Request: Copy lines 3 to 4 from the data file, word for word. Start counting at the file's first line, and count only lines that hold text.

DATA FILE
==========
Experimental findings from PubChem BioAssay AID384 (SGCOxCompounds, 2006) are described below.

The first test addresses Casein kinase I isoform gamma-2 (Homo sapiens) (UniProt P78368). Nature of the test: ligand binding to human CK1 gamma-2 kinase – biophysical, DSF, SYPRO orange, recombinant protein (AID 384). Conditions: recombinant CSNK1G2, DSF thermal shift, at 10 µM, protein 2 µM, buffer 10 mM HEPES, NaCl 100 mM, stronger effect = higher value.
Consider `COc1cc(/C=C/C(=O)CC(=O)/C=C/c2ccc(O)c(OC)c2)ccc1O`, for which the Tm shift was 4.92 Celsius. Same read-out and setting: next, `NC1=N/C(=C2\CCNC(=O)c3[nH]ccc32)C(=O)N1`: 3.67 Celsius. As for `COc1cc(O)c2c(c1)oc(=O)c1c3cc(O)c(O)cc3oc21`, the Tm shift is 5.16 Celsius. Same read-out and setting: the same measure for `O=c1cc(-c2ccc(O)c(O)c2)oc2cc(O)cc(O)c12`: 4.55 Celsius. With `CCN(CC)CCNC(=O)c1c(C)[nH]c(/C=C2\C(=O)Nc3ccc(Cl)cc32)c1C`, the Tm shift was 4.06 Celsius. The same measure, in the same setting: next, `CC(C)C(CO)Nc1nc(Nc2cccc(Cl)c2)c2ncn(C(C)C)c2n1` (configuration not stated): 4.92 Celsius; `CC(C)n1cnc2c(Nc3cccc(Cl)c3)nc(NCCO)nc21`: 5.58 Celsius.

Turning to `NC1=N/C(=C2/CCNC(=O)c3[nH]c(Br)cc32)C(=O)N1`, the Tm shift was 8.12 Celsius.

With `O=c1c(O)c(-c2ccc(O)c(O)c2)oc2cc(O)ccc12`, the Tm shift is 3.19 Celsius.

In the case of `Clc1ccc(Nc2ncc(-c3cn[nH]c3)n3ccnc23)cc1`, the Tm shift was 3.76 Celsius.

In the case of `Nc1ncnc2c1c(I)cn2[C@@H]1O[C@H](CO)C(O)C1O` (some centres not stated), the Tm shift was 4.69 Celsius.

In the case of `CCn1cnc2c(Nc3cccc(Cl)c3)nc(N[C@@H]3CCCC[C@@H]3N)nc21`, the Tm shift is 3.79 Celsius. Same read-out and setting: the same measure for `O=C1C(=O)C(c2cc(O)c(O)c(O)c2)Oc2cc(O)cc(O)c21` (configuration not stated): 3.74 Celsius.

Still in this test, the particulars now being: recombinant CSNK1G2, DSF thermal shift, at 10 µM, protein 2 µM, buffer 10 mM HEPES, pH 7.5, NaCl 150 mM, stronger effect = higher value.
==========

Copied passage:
Consider `COc1cc(/C=C/C(=O)CC(=O)/C=C/c2ccc(O)c(OC)c2)ccc1O`, for which the Tm shift was 4.92 Celsius. Same read-out and setting: next, `NC1=N/C(=C2\CCNC(=O)c3[nH]ccc32)C(=O)N1`: 3.67 Celsius. As for `COc1cc(O)c2c(c1)oc(=O)c1c3cc(O)c(O)cc3oc21`, the Tm shift is 5.16 Celsius. Same read-out and setting: the same measure for `O=c1cc(-c2ccc(O)c(O)c2)oc2cc(O)cc(O)c12`: 4.55 Celsius. With `CCN(CC)CCNC(=O)c1c(C)[nH]c(/C=C2\C(=O)Nc3ccc(Cl)cc32)c1C`, the Tm shift was 4.06 Celsius. The same measure, in the same setting: next, `CC(C)C(CO)Nc1nc(Nc2cccc(Cl)c2)c2ncn(C(C)C)c2n1` (configuration not stated): 4.92 Celsius; `CC(C)n1cnc2c(Nc3cccc(Cl)c3)nc(NCCO)nc21`: 5.58 Celsius.

Turning to `NC1=N/C(=C2/CCNC(=O)c3[nH]c(Br)cc32)C(=O)N1`, the Tm shift was 8.12 Celsius.